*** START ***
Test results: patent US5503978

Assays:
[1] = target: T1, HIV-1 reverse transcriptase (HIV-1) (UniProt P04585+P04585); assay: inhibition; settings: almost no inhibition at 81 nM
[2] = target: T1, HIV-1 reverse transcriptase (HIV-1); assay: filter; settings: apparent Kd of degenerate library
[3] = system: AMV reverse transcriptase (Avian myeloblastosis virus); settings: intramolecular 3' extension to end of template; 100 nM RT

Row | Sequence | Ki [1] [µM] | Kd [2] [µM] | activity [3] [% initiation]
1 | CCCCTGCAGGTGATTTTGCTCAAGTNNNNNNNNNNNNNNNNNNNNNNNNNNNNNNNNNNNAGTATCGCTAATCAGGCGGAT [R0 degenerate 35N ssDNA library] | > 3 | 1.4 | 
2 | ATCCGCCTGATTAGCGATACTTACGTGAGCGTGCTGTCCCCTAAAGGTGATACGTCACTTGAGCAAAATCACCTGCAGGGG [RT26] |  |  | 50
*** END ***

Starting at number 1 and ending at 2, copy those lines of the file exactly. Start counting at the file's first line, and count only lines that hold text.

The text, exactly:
Test results: patent US5503978

Assays: